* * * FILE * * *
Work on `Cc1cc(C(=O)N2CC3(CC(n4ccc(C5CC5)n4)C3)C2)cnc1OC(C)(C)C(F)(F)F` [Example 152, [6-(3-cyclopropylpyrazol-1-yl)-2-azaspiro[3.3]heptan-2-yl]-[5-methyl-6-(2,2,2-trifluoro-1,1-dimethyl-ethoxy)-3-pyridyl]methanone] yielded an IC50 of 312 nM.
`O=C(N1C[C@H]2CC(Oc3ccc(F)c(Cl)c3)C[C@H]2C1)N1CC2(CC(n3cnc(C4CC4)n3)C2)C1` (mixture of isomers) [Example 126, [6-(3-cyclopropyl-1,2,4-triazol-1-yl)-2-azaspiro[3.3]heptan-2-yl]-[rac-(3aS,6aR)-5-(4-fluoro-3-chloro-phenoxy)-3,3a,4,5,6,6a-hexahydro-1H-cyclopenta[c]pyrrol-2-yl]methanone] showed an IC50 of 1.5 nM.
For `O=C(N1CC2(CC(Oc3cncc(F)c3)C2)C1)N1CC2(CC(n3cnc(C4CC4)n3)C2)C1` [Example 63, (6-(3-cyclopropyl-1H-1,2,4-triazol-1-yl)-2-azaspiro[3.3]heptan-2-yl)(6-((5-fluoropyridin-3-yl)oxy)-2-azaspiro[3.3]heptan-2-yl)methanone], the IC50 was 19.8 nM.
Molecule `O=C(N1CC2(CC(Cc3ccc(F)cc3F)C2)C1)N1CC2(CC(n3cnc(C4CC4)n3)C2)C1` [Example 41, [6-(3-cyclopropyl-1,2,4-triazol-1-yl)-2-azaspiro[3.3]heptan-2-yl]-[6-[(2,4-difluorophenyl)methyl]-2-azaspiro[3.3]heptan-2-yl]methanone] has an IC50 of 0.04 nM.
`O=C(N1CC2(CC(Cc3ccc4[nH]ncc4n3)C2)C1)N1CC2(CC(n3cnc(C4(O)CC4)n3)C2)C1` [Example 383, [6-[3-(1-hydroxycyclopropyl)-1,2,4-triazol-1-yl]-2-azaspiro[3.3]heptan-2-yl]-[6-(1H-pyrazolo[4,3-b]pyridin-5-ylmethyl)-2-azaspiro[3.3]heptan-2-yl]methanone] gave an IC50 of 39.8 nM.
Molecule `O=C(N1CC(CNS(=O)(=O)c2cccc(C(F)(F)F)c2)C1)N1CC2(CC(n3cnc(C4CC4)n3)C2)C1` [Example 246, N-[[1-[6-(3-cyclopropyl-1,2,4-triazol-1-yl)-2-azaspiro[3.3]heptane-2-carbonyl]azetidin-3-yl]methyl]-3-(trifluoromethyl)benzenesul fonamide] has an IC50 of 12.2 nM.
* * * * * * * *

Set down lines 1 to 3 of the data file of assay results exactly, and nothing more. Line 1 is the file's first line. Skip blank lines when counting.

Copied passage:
Work on `Cc1cc(C(=O)N2CC3(CC(n4ccc(C5CC5)n4)C3)C2)cnc1OC(C)(C)C(F)(F)F` [Example 152, [6-(3-cyclopropylpyrazol-1-yl)-2-azaspiro[3.3]heptan-2-yl]-[5-methyl-6-(2,2,2-trifluoro-1,1-dimethyl-ethoxy)-3-pyridyl]methanone] yielded an IC50 of 312 nM.
`O=C(N1C[C@H]2CC(Oc3ccc(F)c(Cl)c3)C[C@H]2C1)N1CC2(CC(n3cnc(C4CC4)n3)C2)C1` (mixture of isomers) [Example 126, [6-(3-cyclopropyl-1,2,4-triazol-1-yl)-2-azaspiro[3.3]heptan-2-yl]-[rac-(3aS,6aR)-5-(4-fluoro-3-chloro-phenoxy)-3,3a,4,5,6,6a-hexahydro-1H-cyclopenta[c]pyrrol-2-yl]methanone] showed an IC50 of 1.5 nM.
For `O=C(N1CC2(CC(Oc3cncc(F)c3)C2)C1)N1CC2(CC(n3cnc(C4CC4)n3)C2)C1` [Example 63, (6-(3-cyclopropyl-1H-1,2,4-triazol-1-yl)-2-azaspiro[3.3]heptan-2-yl)(6-((5-fluoropyridin-3-yl)oxy)-2-azaspiro[3.3]heptan-2-yl)methanone], the IC50 was 19.8 nM.